Blue Line

Rights group wants other provinces to end random police stops banned by Quebec judge

October 27, 2022  By The Canadian Press

Oct. 26, 2022, Montreal, Que. – The Canadian Civil Liberties Association is hailing a Quebec Superior Court decision banning random police stops in the province and says other provinces should take similar steps without waiting for a court case.

The civil rights group, which intervened in the Quebec case, said Tuesday’s ruling that random stops enable racial profiling is “monumental” and will lead to meaningful change.

“Our hope is that Quebec will lead the way, that other jurisdictions across Canada will make the same move, hopefully without needing a challenge, and will eliminate the police power for arbitrary stops that have impacted racialized people,” Noa Mendelsohn Aviv, the CCLA’s executive director and general counsel, told reporters Wednesday.

Mendelsohn Aviv said individual Canadian police chiefs could also make policies forbidding their officers from conducting arbitrary stops.


“It is not a requirement under any law, it is a power that they have that has a tremendously negative impact on young Black men, in particular, in certain parts of Canada, on Indigenous people, on other racialized people,” she said.

Quebec Superior Court Justice Michel Yergeau found that a common law rule allowing police to stop motorists without suspicion of any offence being committed “paves the way” to racial profiling. He said it violates three sections of the Charter: the right to life, liberty and security of person; protection against arbitrary detention; and the guarantee of equality under the law.

The lawsuit was brought by Joseph-Christopher Luamba, a 22-year-old Black Montrealer who said he had been stopped by Quebec police nearly a dozen times without reason. None of those stops resulted in a ticket.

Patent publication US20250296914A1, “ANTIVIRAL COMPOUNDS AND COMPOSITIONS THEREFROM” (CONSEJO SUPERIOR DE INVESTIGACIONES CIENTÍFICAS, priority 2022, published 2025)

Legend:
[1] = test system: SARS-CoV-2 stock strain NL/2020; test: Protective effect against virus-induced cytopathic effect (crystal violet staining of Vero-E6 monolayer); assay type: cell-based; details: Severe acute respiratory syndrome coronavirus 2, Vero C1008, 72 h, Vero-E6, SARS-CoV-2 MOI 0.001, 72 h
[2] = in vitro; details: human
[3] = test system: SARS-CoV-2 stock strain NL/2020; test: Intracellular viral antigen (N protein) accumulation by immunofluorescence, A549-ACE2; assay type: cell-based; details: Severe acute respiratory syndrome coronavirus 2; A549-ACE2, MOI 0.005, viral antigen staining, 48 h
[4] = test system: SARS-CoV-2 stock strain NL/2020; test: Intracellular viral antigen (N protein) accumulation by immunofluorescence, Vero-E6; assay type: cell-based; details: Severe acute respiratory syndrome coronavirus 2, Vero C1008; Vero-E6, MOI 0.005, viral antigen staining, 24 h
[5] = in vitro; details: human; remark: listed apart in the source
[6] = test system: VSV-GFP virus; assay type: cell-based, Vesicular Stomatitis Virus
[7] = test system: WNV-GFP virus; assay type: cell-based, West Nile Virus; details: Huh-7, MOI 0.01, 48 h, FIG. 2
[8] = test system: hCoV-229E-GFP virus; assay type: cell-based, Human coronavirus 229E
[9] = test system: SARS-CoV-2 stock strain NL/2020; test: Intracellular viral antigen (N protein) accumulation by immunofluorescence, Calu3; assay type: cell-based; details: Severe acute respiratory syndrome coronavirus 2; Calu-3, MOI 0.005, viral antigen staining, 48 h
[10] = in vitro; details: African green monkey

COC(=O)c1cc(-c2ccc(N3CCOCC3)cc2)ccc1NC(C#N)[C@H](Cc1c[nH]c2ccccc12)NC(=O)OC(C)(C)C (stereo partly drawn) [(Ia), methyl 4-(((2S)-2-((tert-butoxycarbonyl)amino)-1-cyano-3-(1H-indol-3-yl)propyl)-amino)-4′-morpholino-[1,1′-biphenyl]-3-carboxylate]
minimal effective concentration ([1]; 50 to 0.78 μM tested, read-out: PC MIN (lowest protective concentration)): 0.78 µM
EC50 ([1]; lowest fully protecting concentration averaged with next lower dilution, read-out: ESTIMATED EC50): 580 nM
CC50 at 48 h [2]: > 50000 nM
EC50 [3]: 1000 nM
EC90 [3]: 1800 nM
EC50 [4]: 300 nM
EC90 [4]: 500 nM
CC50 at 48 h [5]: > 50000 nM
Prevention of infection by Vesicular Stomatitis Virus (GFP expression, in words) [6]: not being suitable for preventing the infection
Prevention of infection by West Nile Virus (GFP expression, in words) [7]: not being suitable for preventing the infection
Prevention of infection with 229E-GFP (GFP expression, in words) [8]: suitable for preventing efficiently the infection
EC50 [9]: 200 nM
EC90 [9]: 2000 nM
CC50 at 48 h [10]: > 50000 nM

The ruling overturns rules established in a 1990 Supreme Court decision that found random stops were the only way to determine whether drivers are properly licensed, whether a vehicle’s seatbelts work and whether a driver is impaired.

The ruling, which also strikes down a section of Quebec’s Highway Safety Code that relied on the common law power, does not affect structured police programs, such as roadside checkpoints aimed at stopping drunk drivers.

Yergeau suspended the application of the ruling for six months, to give police forces time to adapt.

Quebec Premier Francois Legault told reporters in Quebec City that his government will analyze the decision before deciding whether to appeal. Legault added that measures are being put in place to fight racial profiling by police and that he has “total confidence” in the province’s police officers.

Laura Berger, a lawyer for the CCLA, described the ruling as “extremely significant” because it directly challenged a police power, it involved three sections of the Charter and it overturned a precedent dating back 32 years.

The province’s association of police chiefs said in a statement Wednesday that the article of Quebec’s Highway Safety Code that was struck down is needed to ensure motorists respect the rules of the road.

A spokesperson for federal Justice Minister David Lametti declined comment, saying the department needs time to study the decision.

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